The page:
As we gather in Yokohama this week for the Fifth Tokyo International Conference on African Development, I'd like to take a moment and reflect on how far we have come.
Just 10 years ago, the African continent was plagued by a terrifying spread of HIV and AIDS, at the same time that malaria was still killing millions of children under the age of 5, and tuberculosis was threatening as well. With life expectancy falling, and education and economy taking a tremendous hit, these diseases were having a terrible impact.
The Global Fund was created to respond to the emergency, demanding innovation in how we responded to the diseases. Not only because the cost of treatment for these diseases was very expensive, but because we needed advances in science and implementation to figure out how to defeat these three major killers.
Today, we have those scientific tools and that implementation experience, and it gives us an historic opportunity to completely control these three major killers. We have succeeded in turning the tide of these epidemics, and now, new investments can have a transformative impact. We must seize this opportunity.
Japan needs to play a critical role, if we are to succeed in defeating AIDS, TB and malaria. Only with global support, and with Japan's leadership, can this cause succeed.
Japan has consistently contributed to the development of Africa. The first Tokyo International Conference on African Development was held in 1993, promoting global partnership and country ownership, two concepts that are at the core of the Global Fund's work.
Japan was instrumental in the creation of the Global Fund, with the summit of G8 nations in Okinawa in 2000 that called for the creation of this global financing organization, strong technical support from the Japan International Cooperation Agency, tireless participation on the Global Fund Board and consistently strong financial support.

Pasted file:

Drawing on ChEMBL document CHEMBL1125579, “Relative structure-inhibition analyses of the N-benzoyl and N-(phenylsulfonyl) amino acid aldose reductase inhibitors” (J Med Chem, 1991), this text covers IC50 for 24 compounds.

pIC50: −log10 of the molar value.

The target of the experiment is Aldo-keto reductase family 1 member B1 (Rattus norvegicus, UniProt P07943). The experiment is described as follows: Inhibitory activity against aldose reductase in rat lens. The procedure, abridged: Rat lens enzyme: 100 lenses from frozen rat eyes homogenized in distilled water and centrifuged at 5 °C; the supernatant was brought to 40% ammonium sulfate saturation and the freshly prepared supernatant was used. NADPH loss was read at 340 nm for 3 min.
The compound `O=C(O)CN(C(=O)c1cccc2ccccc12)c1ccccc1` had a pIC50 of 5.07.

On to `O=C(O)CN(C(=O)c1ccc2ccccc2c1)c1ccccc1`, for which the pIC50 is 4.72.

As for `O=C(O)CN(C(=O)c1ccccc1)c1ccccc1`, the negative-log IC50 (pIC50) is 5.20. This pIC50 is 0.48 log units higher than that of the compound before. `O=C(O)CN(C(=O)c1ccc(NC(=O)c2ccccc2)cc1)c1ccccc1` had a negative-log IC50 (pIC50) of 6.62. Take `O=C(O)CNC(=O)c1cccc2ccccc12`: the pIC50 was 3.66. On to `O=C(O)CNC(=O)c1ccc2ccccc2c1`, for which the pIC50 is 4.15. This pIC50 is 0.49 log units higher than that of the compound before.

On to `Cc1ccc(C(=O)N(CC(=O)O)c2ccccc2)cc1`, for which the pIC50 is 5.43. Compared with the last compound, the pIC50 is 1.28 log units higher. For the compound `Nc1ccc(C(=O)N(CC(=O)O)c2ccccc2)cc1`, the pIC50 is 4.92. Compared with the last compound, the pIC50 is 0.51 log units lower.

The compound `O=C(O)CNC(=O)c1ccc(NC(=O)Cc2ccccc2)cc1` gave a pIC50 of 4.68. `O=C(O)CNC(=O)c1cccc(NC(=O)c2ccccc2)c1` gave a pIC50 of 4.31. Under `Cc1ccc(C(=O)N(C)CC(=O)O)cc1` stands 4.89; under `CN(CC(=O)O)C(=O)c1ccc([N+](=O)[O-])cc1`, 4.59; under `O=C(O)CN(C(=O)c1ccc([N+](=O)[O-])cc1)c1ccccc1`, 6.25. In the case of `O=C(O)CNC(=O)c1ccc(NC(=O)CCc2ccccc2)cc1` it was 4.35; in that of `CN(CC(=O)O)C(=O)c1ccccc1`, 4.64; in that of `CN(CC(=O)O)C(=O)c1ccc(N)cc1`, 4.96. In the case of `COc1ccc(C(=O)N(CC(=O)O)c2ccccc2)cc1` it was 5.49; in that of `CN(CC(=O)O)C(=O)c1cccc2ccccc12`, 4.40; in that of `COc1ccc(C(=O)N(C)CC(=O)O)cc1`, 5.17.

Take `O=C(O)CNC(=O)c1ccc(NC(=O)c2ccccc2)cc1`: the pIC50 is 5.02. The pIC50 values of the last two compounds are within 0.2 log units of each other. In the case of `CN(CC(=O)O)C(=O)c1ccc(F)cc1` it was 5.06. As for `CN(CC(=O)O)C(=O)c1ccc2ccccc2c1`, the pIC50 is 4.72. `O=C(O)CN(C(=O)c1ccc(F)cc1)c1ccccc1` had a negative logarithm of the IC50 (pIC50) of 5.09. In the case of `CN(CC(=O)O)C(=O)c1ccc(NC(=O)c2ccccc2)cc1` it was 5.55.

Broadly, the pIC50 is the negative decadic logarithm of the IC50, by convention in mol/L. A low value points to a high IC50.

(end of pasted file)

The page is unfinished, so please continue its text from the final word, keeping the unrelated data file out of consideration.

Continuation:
In the ten years that Japan has supported the Global Fund, we have achieved a great deal. Global Fund-supported programs now provide AIDS treatment for 4.2 million people, out of a total of 8 million people that are receiving treatment worldwide. These programs have also provided treatment to 1.7 million pregnant women to prevent the transmission of HIV to their unborn children.
At the African Union summit in Addis Ababa last week, people talked about how AIDS-related deaths are continuing to fall. UNAIDS cited a decline in AIDS-related deaths by 32 percent from 2005 to 2011, and that new HIV infections fell by 33 percent from 2001 to 2011.
The Global Fund's modern, 21st century approach to partnership -- which Japan played a key role in creating -- engages partners from every sector, involves partners in the decision-making process, and shares the success of our common cause. Through our efforts and the work of our partners across the globe, global health initiatives are now transforming the world.
We have a historic opportunity to get HIV, tuberculosis and malaria under control. We are immensely grateful to the Japanese people allowing us to play a role in saving and dramatically improving the lives of millions of people, their families, communities and countries. Together, we can defeat these diseases.